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Independent Senator for South Australia, Nick Xenophon, has called on the Australian Government to urgently establish whether Australians have been spied on by the US’ National Security Agency (NSA).
This follows revelations in France’s Le Monde newspaper that 70 million pieces of French telephone data were recorded by the NSA, prompting France’s Interior Minister to condemn the spying and for the US Ambassador to France to be summoned.
Senator Xenophon also called on the Federal Government to disclose the extent of surveillance of phone and email records by Australian security agencies, often working in concert with the NSA.
Senator Xenophon will convene a Summit at Parliament House next month on the future of investigative journalism in the era of mass surveillance, in an effort to end the “culture of secrecy” surrounding mass surveillance of ordinary citizens in Australia.
“This kind of surveillance is shocking—and the Australian Government should be shocked by it too,” Nick said. “In Britain, the US, France, Brazil and Mexico there is public outrage over this level of snooping, but in this country the major parties are sleep-walking on this issue.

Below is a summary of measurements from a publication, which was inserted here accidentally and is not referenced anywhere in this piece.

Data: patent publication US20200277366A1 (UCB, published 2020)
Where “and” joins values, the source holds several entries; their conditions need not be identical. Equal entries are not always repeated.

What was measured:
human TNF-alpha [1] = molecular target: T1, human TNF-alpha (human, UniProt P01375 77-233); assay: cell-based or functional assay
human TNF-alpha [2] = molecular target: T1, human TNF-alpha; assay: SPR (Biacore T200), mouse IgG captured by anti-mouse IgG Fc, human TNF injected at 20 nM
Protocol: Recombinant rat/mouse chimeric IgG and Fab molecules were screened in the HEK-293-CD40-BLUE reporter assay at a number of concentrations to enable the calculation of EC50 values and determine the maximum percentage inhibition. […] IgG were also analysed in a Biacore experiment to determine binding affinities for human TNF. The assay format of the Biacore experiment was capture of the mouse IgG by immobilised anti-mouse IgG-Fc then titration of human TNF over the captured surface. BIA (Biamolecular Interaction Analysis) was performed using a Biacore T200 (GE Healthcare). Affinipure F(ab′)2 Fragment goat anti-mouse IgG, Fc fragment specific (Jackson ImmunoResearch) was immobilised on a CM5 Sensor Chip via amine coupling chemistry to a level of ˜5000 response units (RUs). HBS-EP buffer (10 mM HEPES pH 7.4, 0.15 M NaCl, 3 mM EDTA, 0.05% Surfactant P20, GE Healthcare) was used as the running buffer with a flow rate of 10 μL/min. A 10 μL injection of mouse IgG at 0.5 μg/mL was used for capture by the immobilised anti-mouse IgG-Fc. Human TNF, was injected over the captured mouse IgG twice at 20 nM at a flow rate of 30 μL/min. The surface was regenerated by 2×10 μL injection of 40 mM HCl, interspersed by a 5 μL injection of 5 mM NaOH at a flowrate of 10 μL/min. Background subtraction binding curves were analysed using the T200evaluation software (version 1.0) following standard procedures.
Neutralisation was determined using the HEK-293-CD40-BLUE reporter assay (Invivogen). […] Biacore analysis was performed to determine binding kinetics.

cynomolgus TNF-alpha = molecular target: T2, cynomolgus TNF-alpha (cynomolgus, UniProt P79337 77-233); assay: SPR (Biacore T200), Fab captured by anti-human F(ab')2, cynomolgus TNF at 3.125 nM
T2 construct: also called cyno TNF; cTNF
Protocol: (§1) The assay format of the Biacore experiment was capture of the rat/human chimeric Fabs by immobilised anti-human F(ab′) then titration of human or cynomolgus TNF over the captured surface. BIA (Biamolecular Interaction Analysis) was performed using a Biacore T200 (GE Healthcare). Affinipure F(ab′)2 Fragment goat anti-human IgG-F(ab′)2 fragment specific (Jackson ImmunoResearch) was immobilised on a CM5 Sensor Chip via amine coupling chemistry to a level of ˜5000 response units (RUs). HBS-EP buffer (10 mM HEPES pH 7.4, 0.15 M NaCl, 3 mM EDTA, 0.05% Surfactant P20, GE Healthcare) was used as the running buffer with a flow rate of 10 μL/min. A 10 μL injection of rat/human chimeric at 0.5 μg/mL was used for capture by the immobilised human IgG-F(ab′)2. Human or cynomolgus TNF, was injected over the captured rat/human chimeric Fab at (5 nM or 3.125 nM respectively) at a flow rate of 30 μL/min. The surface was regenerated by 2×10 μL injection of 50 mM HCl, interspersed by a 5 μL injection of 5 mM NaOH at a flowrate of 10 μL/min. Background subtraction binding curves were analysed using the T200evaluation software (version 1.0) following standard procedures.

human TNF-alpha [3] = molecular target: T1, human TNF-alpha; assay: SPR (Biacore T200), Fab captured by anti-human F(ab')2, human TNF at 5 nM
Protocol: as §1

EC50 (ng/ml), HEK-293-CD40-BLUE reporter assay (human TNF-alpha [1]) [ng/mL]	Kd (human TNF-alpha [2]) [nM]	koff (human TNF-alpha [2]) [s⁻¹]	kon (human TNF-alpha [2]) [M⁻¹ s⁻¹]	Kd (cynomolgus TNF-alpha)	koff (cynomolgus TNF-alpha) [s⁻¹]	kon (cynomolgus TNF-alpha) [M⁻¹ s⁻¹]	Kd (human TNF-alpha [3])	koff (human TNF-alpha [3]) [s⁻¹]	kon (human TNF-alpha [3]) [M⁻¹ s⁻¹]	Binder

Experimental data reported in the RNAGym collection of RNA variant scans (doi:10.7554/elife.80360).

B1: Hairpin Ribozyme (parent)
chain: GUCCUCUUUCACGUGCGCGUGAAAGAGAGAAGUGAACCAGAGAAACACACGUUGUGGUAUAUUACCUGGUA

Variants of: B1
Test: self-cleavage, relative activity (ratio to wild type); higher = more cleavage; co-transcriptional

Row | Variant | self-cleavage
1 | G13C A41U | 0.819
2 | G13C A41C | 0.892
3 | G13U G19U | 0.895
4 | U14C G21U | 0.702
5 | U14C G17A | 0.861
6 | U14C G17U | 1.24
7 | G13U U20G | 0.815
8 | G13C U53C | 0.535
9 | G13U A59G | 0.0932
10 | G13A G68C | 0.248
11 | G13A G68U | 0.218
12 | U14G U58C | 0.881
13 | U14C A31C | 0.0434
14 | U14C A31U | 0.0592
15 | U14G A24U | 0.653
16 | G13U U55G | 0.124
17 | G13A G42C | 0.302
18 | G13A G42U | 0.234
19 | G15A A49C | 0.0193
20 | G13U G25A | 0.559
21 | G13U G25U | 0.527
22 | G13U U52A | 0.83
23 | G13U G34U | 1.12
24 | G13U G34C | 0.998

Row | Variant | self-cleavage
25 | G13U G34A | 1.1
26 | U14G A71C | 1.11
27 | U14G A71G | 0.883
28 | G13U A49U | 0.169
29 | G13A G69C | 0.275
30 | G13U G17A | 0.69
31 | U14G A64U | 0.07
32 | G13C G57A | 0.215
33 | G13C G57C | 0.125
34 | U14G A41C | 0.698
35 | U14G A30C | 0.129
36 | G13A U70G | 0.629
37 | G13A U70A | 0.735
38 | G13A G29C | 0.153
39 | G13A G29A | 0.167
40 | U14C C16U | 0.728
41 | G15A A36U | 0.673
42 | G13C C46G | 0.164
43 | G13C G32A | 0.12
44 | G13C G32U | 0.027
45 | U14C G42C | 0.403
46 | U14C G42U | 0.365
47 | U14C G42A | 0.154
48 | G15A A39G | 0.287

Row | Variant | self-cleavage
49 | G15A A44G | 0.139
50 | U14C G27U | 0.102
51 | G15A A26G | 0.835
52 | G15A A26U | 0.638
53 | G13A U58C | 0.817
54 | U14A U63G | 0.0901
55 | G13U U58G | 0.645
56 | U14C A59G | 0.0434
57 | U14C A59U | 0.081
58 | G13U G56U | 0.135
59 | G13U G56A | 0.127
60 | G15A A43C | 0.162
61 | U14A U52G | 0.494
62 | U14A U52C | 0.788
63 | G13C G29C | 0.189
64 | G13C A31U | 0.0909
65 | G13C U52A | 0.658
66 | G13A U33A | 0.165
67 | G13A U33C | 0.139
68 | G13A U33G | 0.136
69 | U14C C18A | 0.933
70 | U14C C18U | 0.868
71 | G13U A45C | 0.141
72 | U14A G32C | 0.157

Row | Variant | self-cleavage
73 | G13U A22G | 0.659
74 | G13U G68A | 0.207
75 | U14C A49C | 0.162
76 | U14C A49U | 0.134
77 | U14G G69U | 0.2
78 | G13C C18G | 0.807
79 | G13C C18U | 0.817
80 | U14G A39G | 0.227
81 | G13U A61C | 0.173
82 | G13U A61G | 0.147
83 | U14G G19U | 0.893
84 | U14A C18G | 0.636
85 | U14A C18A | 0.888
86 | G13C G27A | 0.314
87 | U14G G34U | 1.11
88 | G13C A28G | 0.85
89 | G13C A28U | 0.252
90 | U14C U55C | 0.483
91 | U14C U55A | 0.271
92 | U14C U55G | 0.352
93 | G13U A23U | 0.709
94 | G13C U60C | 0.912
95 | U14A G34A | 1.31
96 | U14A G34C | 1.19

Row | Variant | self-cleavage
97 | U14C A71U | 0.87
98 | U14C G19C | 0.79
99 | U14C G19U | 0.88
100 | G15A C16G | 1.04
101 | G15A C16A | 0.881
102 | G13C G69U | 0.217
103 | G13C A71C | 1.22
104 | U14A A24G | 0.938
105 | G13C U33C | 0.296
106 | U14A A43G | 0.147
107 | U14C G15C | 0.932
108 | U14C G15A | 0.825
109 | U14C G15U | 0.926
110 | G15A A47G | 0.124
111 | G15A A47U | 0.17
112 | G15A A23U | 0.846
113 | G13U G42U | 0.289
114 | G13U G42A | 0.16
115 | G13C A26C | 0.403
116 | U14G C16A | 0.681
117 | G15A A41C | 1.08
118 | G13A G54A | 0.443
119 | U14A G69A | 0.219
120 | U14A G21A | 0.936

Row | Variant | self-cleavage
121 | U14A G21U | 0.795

“These revelations show that government assurances of adequate oversight are simply not credible—and assertions that all this is legitimate intelligence in accordance with Australian law are no comfort either. It is the law itself that needs to be re-examined.”
Senator Xenophon says the Summit will also help start a national conversation about the future of investigative journalism in the era of mass surveillance.
Senator Xenophon has received advice from Associate Professor Clinton Fernandes of the University of NSW, who lectures at the Australian Defence Force Academy on Australian and security intelligence issues.
Professor Fernandes says: “The technology of surveillance is now far ahead of current Australian laws. This makes it almost impossible for journalists to guarantee the confidentiality of their sources. This in turn has a chilling effect on investigative journalism and whistleblowers.”
“It’s not just ordinary citizens and some politicians who are affected—journalists are directly affected too, which in turn has a stifling effect on free speech,” Nick said.
In June Senator Xenophon asked several questions in the Senate on whether the NBN had been used to facilitate surveillance by Australian or other intelligence agencies—there was no denial.
“This issue needs to be brought out into the open, which is why I’ll be hosting a summit of MPs, journalists, legal experts and academics in the first week Parliament resumes on November 12.”